So far, Dwyane Wade and other Heat defenders have consistently lost track of Allen in transition, while their teammates in the vicinity have failed to obstruct his lengthy figure-eight sprints without the ball. Last week, Allen scorched Miami seven times in nine attempts from beyond the arc and scored 35 points in the Celtics' 112-107 win in Miami. Combine that with his opening-night 5-of-8 performance from deep, and Allen has punished Miami for 55 points overall in two stunning victories against the newest challengers.
Allen is averaging 39.7 minutes (second in Boston only to Rajon Rondo, the youngest Celtic starter) and 18.8 points (second to Paul Pierce's 21.0) while converting threes at a convincing 45.9 percent -- a stubborn demonstration that he is not yesterday's news. At 35, he remains one of the league's most dangerous sniper, though Allen refuses -- publicly, at least -- to view his age as an infirmity to be overcome.
"I know how to manage being part of the team and being productive," he said. "You can never let it slip. Like you can't say, 'OK, I'm going to just take it by the wayside [and relax].' You've still got to get your shots up and take care of your body and make sure you're eating right and sleeping right. The minute you start thinking, 'Well, I don't want to do this anymore,' or you start slowing down, then that's when your game slows down and people start giving you less responsibility."
The Celtics considered moving Allen's expiring contract at the trading deadline last season with the idea of reinvesting in a younger perimeter talent such as Caron Butler, though no deal for Butler or another scorer ever materialized. (It is highly difficult to exchange talent for talent in the league today, as most trades involve salary dumps of one kind or another.) Thereafter, Boston's dependence on Allen appeared in sharper focus: When healthy, he was able to help lead the Celtics to the NBA Finals; when he was effectively grounded by a thigh contusion inflicted in Game 3 (thanks to the knee of Ron Artest), their half-court offense was hamstrung.
So it was a no-brainer for the Celtics to re-sign Allen last summer to a two-year deal worth $20 million, because his catch-and-shoot abilities in both transition and the half-court can't be replaced. The East-leading Celtics went 3-1 on a recent trip that included wins over Oklahoma City and Miami, along with a last-minute loss to Dirk Nowitzki's Mavericks. Allen looks as young as ever, 34-year-old Kevin Garnett is once again lunging in traffic for lobs from Rondo without concern for his surgically repaired knee, and Pierce makes defenders miss with an efficiency of subtle moves. While Miami's stars are struggling to complement one another, the Celtics' elders play together seamlessly.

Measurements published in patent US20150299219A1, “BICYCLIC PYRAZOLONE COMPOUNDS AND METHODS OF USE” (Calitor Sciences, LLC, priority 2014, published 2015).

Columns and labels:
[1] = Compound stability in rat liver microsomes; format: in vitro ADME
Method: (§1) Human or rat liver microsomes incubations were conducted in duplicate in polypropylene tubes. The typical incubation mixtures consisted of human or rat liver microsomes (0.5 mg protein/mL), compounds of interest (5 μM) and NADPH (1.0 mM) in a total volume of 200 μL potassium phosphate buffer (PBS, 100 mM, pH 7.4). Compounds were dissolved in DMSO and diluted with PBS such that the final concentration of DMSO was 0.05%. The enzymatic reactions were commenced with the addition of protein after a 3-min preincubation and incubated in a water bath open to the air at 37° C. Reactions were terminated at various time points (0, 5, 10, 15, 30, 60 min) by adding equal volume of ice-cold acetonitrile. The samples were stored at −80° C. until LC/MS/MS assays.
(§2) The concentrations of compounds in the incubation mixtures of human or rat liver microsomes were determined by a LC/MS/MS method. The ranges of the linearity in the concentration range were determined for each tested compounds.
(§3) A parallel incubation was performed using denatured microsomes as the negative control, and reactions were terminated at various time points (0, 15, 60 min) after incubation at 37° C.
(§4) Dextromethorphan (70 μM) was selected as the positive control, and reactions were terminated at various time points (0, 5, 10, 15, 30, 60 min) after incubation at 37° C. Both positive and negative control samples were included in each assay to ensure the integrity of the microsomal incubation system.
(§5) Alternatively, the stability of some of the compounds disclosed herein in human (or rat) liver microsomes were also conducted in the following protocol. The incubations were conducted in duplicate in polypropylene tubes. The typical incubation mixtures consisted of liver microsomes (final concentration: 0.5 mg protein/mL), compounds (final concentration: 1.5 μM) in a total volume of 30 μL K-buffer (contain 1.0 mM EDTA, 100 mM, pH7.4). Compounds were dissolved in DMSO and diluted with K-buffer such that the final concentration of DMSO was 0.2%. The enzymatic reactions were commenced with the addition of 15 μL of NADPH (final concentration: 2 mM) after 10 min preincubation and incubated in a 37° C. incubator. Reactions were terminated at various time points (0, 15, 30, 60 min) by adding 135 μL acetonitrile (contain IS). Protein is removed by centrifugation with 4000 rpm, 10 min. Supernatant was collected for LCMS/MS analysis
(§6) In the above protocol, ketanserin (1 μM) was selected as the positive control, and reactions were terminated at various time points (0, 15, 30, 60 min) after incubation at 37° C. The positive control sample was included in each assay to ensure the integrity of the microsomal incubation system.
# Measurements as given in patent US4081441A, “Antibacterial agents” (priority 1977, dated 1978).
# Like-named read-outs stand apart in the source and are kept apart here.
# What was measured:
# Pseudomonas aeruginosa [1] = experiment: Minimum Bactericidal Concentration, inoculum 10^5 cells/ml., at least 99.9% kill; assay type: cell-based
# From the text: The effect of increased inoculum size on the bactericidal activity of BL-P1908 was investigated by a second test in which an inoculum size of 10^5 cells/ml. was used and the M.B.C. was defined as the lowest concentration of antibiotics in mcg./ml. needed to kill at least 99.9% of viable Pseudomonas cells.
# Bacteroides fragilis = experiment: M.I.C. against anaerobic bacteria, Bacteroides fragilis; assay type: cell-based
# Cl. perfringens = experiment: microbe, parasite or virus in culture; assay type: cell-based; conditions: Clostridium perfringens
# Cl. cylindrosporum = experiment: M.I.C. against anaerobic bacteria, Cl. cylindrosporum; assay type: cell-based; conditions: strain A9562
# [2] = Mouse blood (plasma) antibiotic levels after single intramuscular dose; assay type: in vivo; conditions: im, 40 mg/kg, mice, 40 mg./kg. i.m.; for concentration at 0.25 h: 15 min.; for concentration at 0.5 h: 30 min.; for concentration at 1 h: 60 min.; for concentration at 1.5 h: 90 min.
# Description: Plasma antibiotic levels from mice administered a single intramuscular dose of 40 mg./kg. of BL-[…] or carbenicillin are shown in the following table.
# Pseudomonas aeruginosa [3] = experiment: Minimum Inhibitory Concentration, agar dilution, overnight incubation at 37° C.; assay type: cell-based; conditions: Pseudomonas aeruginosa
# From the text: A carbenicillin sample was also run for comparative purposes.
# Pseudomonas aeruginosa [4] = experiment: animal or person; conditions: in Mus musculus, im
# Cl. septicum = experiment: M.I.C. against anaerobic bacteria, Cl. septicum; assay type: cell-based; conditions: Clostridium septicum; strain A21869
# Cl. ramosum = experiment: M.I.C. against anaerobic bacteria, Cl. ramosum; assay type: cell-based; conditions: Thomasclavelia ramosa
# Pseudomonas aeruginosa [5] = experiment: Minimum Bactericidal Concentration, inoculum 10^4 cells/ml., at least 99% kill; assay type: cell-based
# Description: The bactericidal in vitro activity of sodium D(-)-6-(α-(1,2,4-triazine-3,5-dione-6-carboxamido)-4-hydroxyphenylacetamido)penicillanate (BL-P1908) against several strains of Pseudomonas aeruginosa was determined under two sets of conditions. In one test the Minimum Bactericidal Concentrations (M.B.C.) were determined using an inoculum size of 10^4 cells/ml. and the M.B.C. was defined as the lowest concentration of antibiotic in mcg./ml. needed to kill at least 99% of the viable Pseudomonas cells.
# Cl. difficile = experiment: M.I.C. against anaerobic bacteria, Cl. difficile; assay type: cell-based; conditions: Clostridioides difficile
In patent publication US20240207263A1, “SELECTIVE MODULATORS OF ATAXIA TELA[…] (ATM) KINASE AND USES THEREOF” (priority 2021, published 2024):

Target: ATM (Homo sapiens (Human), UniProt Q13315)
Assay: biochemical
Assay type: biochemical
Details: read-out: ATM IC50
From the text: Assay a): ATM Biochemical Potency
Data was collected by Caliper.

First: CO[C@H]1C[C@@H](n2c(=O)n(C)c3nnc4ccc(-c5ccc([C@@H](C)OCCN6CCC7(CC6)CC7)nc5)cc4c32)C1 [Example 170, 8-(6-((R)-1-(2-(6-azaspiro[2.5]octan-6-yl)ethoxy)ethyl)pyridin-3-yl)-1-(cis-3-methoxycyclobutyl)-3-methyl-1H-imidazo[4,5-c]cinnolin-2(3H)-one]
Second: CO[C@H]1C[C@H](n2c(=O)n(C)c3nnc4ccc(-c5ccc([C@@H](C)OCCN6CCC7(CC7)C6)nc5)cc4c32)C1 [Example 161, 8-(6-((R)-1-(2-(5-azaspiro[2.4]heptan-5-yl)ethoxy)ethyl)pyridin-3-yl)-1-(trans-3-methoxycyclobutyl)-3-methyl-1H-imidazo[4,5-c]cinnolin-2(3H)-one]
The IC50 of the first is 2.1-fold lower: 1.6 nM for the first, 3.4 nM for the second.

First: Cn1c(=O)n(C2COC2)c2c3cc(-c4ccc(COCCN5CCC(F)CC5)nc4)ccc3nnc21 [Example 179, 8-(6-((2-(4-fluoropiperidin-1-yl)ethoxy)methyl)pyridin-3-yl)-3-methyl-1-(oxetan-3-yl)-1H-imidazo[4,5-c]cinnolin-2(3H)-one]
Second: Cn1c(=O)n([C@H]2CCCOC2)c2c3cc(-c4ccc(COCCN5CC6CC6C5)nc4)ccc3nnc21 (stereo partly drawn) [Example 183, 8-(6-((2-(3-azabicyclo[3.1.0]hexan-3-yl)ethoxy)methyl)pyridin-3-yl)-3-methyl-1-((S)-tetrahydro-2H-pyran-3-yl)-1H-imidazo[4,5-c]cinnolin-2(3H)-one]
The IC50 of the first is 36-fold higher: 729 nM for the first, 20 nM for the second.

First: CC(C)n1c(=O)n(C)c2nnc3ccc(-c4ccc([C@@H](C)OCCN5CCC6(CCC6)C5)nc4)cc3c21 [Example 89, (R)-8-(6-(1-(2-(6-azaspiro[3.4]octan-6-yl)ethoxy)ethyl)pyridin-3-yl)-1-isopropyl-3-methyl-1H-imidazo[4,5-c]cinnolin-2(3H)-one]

"We don't have any angst or animosity toward each other," Allen said. "I love to see Paul be successful out there because he's doing it for me, he's doing it for the team. Even with Rondo, we don't fight or fuss with anything that Rondo says. We just let him be who he is."
That dynamic is good for the Celtics and bad for everyone else, especially the Heat. When they next meet, at Boston in February, Miami better have an improved plan to deal with Allen.
Luol Deng is not modeling himself after Allen. Instead, the Bulls' small forward is following the path of another former Connecticut star, Rip Hamilton, who spent his early career developing a mid-range game before extending himself out to the three-point line.
Deng leads the Bulls in threes attempted (34) and made (15) -- more than teammate Kyle Korver, a renowned sharpshooter who is 12-of-21 from that distance in limited minutes -- while converting at an impressive 44.1 percent. This amounts to a new phase in the career of a player who attempted seven threes the entire 2006-07 season.
As a 19-year-old rookie, Deng shot 117 threes in 2004-05, but he converted less than 27 percent over his first two NBA seasons. That's when Bulls coach Scott Skiles asked him to move inside the arc in order to establish his mid-range game. It turned out to be a terrific idea: By 2006-07, Deng was averaging 22.2 points and shooting 52.4 percent overall in the playoffs while leading Chicago to a sweep of the defending champion Heat in the first round.